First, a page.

Have you ever known someone who collected a color? Maybe it was that kind of wacky, but sweet neighbor who collected anything purple. Maybe she even had a purple toilet! Maybe it was your grandma who collected blue bottles, blue dishes and little blue salt and pepper shakers. Or maybe it was someone who collects pink! If there is a color to collect, pink is probably the most popular. It’s so cheery. So sweet. And it includes pink elephants!
Pink elephant matchbook cover
There’s pink Pyrex and other assorted serving pieces.
Pink kitchen utensils can make it more fun in the kitchen.
… and speaking of pink kitchens! Check these out!
During the holidays you can get out your pink Christmas trees and ornaments.
Pink aluminum Christmas tree
If you’re really lucky you might find some pink furniture.
And don’t forget the fancier stuff like antique pink lustreware and depression glass.
Antique pink lustreware
Pink depression glass
And of course those adorable pink elephants. They are somewhat elusive, but they can be found.
Vintage pink elephant collection
Pink elephant barware circa 1940’s
It’s really fun to collect a color. You can go into the antique mall and usually find something to add to your collection. I’ll bet there’s something there right now!
Carol Fenn 1-2017
Most of us who live in Tucson have enjoyed the Festival of Lights in the magical Winterhaven neighborhood. But did you ever wonder how it all began?
In 1949 Mr. C. B. Richards created a cooperative water company and a modern residential development *north* of what was then Tucson. He named it Winterhaven. That’s right. The Winterhaven neighborhood not only has the Festival of Lights for two weeks every December, but it also has it’s own water company. This is why most of the homes have green lawns, as opposed to the usual Tucson desert landscaping. The residents are required to use the water that is supplied to them at a relatively inexpensive rate to keep their lawns lush.
Mr. Richards was inspired to create the Festival after visiting a similar display in Beverly Hills, California in the 1930s. He purchased the first set of Christmas lights in 1949 and donated them to the neighborhoods. He purchased the now very tall Aleppo pines from a local nursery that was going out of business. They were planted at regular intervals throughout the neighborhood and electrical connections were hooked up near each tree for the Christmas lights.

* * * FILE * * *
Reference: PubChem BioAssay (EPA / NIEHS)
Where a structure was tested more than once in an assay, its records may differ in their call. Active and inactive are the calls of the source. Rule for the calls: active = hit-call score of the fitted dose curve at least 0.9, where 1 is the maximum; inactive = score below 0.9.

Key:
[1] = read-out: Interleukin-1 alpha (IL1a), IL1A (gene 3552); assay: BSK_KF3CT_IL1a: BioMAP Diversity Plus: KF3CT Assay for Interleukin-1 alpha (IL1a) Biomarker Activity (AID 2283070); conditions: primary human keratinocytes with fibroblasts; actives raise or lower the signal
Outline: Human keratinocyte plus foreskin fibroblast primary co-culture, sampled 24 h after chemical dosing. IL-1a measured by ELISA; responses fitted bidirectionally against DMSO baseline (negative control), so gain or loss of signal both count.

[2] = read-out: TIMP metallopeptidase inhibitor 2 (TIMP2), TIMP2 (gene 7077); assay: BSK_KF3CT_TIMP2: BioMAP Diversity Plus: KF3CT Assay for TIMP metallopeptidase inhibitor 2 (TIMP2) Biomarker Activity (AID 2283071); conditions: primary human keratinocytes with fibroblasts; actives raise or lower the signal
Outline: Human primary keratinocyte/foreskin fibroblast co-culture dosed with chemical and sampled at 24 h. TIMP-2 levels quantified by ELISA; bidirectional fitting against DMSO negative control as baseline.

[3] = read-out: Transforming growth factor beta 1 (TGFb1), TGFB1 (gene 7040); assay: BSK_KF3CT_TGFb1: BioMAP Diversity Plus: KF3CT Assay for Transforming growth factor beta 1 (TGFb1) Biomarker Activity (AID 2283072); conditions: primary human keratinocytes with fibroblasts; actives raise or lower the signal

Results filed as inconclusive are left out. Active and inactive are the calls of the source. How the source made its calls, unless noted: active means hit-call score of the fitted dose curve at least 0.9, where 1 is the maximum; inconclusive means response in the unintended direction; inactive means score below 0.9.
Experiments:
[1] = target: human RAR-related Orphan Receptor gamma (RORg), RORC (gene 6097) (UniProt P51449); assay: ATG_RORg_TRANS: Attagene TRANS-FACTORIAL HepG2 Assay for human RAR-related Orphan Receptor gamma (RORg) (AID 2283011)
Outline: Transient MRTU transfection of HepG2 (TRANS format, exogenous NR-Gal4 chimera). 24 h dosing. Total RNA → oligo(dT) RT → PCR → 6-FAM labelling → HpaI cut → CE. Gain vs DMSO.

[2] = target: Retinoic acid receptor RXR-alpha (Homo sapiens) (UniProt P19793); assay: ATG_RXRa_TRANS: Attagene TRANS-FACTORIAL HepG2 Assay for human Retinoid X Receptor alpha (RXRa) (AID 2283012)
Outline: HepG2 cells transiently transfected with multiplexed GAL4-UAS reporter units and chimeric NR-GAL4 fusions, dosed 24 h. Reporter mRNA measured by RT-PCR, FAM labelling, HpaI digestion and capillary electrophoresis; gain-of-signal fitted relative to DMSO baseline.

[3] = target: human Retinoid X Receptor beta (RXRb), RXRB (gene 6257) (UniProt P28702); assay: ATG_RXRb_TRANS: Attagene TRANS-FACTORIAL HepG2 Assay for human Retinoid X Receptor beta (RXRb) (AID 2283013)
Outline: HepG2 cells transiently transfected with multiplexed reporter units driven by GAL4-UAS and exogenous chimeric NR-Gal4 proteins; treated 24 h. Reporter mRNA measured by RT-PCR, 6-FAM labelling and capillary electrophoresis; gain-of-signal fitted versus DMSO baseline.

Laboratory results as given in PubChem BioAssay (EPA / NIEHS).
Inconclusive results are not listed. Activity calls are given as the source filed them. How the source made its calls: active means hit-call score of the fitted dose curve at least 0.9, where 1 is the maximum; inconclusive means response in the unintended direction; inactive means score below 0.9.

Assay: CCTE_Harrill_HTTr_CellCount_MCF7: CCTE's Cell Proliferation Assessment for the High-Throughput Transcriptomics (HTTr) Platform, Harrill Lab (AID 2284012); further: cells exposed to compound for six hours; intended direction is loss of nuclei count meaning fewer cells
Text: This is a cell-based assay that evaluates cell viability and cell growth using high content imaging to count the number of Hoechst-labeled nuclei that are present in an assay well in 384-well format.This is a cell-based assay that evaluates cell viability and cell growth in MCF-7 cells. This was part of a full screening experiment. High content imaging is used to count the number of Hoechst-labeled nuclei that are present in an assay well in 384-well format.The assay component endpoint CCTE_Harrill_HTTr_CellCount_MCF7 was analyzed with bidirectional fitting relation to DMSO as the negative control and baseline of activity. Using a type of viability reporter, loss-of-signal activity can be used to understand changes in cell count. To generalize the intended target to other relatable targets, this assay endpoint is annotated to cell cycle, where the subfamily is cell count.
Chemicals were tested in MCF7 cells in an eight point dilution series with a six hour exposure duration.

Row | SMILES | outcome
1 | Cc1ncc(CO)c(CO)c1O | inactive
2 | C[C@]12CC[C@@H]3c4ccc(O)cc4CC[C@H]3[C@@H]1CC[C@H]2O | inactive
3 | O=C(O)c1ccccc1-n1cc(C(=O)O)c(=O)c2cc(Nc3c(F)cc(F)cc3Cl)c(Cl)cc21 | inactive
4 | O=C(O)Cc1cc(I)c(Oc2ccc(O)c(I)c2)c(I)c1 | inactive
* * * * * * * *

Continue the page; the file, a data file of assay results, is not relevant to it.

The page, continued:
So, this year, when you join the other 60,000 visitors to walk, bike, or drive through this sparkly, wonderfully enchanting, Christmas neighborhood, perhaps you’ll think of Mr. C.B. Richards and his wonderful light filled vision.
If you see a single lady head vase you might think, oh that’s cute. But once they are put together into a collection they look wonderful! And, what fun it can be to find them. One here. One there. One at an estate sale, a yard sale, or your friendly aunt gave you hers. Or you go in an antique mall, search space by space and you find three of them! Oh how the ladies at home will love their new friends!
The terms “head vase,” or “lady head vase,” refer to a style of vase popularized during the forties and fifties. Originally, head vases were produced by florist companies to hold small bouquets of flowers.
Early American head vase manufacturers include Betty Lou Nichols, Ceramic Arts Studio, and Dorothy Copley. Betty Lou Nichols opened her first ceramics studio in 1945. Nichols’ highly desirable vases often are ladies with intricately curled hair and fancy fabric ruffles along with pouting lips and three dimensional eyelashes.
Betty Lou Nichols head vase
Head vase subjects range from Disney characters to exotic foreign females to the Virgin Mary. Many of the most collectible head vases are of famous figures like Lucille Ball and Jackie Kennedy.
After WWII they were produced in Japan by the likes of Enesco, Lefton, Napco, and Ucagco. These imports were generally much cheaper to make and of a lesser quality but they are still very cute today.
If you want to add to your knowledge there are some nice books on the subject.
By the seventies head vase manufacturing ceased so now the only way to add to your collection is to go out and search for them. One at a time. Here and there. The Midtown MM Mall is a good place to start building your collection. Come on in. I walked around the other day and saw quite a few lady head vases that you can add to your collection.
Carol Fenn 1-2017